Opening and Working Enquiries: Avoiding Delay
You should do everything possible to minimise delays on your own part as well as the customer’s. If you need to consider particularly involved or voluminous information, or if you are waiting for information from a third party, some delay may be inevitable. In these circumstances you should inform the customer(s) in writing that there is likely to be a delay, and tell them the date by which you expect to be able to contact them again.
You should build in to your plans for working your cases, any likely delays you can anticipate, for example annual leave, jury service etc. You should avoid, if possible, setting a deadline for the provision of information which coincides with the early stages of your leave. Specify a date a week or two later than usual, if appropriate, and make a note on TCW to explain why you have done so (see TCW Guidance).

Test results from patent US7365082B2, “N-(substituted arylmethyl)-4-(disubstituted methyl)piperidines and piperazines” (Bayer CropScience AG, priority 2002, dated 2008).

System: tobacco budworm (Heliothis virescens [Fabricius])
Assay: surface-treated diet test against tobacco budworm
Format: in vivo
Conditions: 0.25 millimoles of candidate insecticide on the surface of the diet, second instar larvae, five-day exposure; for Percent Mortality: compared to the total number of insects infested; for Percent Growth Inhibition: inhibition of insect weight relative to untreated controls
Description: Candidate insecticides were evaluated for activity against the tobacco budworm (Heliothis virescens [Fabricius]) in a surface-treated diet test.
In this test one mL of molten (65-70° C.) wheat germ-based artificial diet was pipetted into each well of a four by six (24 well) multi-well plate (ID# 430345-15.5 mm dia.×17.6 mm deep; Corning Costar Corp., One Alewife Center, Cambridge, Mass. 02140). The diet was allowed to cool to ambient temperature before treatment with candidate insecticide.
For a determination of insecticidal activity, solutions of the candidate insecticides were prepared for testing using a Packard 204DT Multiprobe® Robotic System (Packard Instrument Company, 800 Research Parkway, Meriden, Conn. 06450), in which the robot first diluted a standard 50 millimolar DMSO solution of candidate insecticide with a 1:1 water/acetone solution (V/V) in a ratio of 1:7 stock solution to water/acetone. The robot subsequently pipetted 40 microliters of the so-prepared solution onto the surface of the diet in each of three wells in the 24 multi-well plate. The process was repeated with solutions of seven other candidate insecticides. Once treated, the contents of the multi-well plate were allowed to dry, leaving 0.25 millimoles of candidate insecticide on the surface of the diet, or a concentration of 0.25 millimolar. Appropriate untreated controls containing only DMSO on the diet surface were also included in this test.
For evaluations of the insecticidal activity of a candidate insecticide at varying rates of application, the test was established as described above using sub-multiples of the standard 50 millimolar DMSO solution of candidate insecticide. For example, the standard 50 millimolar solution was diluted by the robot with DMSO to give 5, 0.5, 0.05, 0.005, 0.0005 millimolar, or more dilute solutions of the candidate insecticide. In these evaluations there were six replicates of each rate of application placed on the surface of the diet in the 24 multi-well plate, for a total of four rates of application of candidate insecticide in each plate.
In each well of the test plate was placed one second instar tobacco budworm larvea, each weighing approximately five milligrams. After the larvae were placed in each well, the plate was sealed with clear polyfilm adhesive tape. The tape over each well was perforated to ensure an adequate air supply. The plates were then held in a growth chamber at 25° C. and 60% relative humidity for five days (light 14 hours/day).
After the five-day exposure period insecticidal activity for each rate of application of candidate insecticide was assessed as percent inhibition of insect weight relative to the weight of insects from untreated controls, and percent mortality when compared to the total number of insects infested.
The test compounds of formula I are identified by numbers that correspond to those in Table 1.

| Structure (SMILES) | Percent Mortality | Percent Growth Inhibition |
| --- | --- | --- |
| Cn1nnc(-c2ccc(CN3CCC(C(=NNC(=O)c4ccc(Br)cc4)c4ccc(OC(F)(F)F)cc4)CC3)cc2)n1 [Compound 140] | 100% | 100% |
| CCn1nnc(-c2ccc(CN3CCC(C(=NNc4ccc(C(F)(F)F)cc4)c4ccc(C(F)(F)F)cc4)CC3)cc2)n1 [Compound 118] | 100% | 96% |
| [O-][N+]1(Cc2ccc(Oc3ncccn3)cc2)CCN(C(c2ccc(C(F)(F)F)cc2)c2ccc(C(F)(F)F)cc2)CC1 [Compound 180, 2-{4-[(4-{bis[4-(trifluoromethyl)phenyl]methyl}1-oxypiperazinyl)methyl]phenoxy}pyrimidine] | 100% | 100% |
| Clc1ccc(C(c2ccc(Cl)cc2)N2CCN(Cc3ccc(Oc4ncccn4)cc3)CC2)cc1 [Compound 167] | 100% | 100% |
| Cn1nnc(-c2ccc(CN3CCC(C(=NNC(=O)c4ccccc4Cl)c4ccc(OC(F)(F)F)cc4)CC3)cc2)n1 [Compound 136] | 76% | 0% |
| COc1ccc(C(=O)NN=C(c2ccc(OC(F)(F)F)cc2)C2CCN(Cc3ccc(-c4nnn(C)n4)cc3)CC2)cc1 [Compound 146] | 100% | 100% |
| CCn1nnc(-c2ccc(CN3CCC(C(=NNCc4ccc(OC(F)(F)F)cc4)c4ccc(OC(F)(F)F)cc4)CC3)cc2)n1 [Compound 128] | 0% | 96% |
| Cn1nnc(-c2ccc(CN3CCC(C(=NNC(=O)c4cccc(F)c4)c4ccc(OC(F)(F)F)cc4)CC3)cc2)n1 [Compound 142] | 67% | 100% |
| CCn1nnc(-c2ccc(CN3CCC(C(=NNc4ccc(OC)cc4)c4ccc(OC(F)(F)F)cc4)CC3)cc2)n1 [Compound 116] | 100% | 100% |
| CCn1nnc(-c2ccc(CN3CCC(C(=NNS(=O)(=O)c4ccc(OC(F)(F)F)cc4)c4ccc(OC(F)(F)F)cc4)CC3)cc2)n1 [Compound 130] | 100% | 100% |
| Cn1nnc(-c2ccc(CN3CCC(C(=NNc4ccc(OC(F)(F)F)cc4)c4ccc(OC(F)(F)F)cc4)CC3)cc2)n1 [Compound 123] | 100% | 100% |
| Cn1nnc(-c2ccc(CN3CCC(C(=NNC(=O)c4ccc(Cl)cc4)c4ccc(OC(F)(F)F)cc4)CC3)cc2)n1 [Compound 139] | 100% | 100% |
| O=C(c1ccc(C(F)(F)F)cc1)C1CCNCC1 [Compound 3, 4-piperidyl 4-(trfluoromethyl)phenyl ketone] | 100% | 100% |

There will of course be some delays you could not have anticipated - for example, if you need to take sick or special leave lasting more than a few days. In this event, it will be your manager’s responsibility to take steps to maintain progress on the case by applying whatever measures are necessary.
Every effort must be made to ensure that enquiries are worked without unreasonable delay. Unreasonable delays can have an impact on interest charges and the imposition of penalties. If there has been a delay and a penalty position has been established the CCO should consult their manager to consider whether the delay is unreasonable due to the extent that a penalty should not be sought. If the manager is uncertain about this they should contact their CCGM for advice.